09 Apr 2013

NCCI’s History (2005-2011)

Tuesday, 09 April 2013
(0 votes)
To mark its 10th anniversary, NCCI is publishing a series of 5 op-ed interviews during each week in April. The interviews will be held with individuals who have worked closely with NCCI for all or part of the past 10 years. The following interview focuses on NCCI’s more recent history to give readers an insight into challenges, successes, and initiatives, and it includes interviews with: Former Executive Coordinator (2005-2008) Former Field Coordinator (2008-2011) Former Executive Coordinator (2011-2012) Former Information and Communications Coordinator (2005-2008) Executive Coordinator (2012-present) 2005-2008 NCCI: In 2005, NCCI experienced a kind of reorganization, closing its Kuwait office, relocating its Baghdad support staff office to Amman, and rewriting its charter. a) What was the reason for this major…
02 Apr 2013

NCCI’s Early History

Tuesday, 02 April 2013
(0 votes)
To mark its 10th anniversary, NCCI is publishing a series of 5 op-ed interviews during each week in April. The interviews will be held with individuals who have worked closely with NCCI for all or part of the past 10 years. The following interview focuses on NCCI’s early history to give readers an insight into early challenges, successes, and initiatives, and it includes interviews with: Former Executive Coordinator (2005-2008) Board Member Former Field Coordinator (2003-2005) 2003-2004 NCCI: At the onset of the U.S.-led invasion of Iraq, there were a few NGO coordination organizations, which included OCHA, Joint NGO Preparedness Initiative (JNEPI), and the International Council of Voluntary Agencies (ICVA). After the war, the civil-military cooperation (CIMIC) also began organizing humanitarian…
19 Mar 2013

The “Halabja” Genocide and Historical Memory

Tuesday, 19 March 2013
(2 votes)
On 16th March 1988, after two days of napalm and rocket bombardments, Saddam Hussein, along with Ali Hassan al-Majid, launched a chemical attack on the town of Halabja in southern Kurdistan. The five hour attack killed between 3,200 and 5,000 people, caused injury to between 7,000 and 10,000 others, most of whom were civilians. The attack marks the most severe and disastrous use chemical weapons in history, with many of the victims losing their lives to cancer or still suffering from its effects. While this incident can arguably be viewed as a continuation of Saddam’s “Anfal Campaign” (c. 1986-89), during which he targeted various minority communities in Iraq in order to “Arabize” the nation, it also marks a significant point…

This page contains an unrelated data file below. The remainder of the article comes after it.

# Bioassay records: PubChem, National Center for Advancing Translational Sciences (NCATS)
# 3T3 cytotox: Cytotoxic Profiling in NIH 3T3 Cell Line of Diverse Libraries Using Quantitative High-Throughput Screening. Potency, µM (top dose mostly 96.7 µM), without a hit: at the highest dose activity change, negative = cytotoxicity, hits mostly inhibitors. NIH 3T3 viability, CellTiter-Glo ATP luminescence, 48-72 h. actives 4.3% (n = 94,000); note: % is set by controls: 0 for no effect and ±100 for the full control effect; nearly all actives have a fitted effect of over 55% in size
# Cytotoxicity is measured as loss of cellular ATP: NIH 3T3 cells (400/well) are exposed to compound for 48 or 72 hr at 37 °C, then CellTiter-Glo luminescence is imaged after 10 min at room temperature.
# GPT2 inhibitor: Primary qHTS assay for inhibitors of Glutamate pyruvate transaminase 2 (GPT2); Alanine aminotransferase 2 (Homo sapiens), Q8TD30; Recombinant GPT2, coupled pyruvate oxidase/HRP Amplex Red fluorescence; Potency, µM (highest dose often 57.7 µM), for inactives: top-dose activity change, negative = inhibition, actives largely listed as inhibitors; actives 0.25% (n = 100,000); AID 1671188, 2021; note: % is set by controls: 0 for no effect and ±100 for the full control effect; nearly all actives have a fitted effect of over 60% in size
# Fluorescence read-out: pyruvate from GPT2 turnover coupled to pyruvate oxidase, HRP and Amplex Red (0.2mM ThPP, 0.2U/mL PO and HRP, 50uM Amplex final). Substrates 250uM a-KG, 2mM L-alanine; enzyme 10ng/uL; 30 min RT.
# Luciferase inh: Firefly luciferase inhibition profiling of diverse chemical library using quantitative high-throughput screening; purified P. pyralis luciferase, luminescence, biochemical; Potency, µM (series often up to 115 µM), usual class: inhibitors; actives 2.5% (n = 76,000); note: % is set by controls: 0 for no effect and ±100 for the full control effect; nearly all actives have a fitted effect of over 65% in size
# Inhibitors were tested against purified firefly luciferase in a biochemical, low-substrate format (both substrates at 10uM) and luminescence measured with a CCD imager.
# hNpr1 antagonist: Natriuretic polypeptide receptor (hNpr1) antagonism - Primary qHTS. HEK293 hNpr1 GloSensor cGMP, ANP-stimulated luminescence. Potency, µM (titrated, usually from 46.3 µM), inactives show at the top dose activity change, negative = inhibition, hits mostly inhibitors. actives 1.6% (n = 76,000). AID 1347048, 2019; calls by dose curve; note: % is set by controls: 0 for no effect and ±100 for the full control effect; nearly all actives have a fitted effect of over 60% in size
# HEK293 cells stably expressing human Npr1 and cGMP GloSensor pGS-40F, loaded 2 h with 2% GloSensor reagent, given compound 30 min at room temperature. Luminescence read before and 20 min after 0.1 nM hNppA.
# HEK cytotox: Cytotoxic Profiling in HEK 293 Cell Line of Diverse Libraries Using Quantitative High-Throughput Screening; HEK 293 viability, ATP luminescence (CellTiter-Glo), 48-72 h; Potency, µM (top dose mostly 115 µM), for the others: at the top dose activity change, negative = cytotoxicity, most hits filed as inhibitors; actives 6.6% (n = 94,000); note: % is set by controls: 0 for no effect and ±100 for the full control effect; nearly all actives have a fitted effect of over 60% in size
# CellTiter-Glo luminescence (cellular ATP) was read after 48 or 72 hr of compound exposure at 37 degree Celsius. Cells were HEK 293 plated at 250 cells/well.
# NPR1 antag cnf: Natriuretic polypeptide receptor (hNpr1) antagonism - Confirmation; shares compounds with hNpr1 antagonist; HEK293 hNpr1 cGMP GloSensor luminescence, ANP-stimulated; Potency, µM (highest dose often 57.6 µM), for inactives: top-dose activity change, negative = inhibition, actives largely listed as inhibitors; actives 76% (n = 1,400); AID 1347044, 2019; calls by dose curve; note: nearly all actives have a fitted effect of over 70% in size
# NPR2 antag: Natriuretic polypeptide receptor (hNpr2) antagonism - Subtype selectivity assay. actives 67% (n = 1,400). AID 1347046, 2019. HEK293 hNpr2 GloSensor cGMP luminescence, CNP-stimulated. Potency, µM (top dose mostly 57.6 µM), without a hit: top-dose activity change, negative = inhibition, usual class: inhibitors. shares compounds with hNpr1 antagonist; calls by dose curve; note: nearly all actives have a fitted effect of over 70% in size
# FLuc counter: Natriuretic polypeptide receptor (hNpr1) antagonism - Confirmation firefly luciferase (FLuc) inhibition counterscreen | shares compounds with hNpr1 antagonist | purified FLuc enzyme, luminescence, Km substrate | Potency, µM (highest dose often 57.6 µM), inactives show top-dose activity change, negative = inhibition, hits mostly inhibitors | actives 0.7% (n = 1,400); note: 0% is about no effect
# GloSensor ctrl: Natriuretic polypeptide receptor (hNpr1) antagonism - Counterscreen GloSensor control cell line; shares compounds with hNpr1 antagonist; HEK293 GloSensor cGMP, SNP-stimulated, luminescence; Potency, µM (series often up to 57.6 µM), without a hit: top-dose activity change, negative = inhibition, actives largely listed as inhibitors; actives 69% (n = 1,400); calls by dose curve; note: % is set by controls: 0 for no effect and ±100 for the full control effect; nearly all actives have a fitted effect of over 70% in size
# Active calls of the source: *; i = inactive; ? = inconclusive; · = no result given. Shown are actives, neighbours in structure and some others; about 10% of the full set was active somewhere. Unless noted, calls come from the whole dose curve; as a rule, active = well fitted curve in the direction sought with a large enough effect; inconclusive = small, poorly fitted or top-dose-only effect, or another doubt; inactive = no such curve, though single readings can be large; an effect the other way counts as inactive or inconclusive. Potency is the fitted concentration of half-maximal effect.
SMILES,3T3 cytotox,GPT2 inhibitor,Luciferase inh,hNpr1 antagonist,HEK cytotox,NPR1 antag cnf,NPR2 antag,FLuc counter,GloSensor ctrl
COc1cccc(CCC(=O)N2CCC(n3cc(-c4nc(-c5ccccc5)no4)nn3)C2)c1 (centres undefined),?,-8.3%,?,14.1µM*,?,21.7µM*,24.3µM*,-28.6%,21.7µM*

05 Mar 2013

Ten Years of Evolving Civil Society Space in Iraq

Tuesday, 05 March 2013
(3 votes)
1- Civil society materialization Civil Society Organizations became commonplace in Iraq after 2003, when they intervened and began to play an important role in supporting the citizenry and improving life conditions by compensating for gaps in service provisions, while promoting democratic practices in a country that had experienced decades of dictatorship. Ten years after the civil society sector emerged, CSOs could boast important achievements. However, they still face major challenges to place themselves as an influential part of governance in Iraq. Limited capacity, limited access to neutral funds, and the distrust of the Iraqi Government, are among the elements weakening CSOs’ objectives. Moreover, a dubious legal environment, poor cooperation between Iraqi civil society and public authorities, as well as a…